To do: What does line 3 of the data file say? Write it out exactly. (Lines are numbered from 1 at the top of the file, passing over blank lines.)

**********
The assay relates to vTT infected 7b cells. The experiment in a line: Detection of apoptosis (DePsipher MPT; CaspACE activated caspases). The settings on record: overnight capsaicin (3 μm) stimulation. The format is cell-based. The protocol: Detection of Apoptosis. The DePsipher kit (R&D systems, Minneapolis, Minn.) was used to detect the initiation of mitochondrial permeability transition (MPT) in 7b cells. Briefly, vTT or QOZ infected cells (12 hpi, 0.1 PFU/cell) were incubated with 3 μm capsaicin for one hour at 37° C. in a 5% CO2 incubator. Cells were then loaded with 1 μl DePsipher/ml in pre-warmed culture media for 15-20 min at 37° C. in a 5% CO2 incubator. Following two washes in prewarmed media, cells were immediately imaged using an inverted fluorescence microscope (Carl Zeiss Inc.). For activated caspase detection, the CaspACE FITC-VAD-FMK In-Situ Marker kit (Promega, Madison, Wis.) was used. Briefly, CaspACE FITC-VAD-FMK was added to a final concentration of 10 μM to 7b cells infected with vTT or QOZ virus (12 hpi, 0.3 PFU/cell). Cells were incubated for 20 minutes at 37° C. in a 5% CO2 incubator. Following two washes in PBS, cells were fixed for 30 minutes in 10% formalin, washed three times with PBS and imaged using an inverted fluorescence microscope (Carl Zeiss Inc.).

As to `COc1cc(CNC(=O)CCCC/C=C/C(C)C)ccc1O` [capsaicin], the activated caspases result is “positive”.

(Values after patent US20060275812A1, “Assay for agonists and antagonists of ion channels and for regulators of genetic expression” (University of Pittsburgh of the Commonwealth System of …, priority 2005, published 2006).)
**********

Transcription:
(Values after patent US20060275812A1, “Assay for agonists and antagonists of ion channels and for regulators of genetic expression” (University of Pittsburgh of the Commonwealth System of …, priority 2005, published 2006).)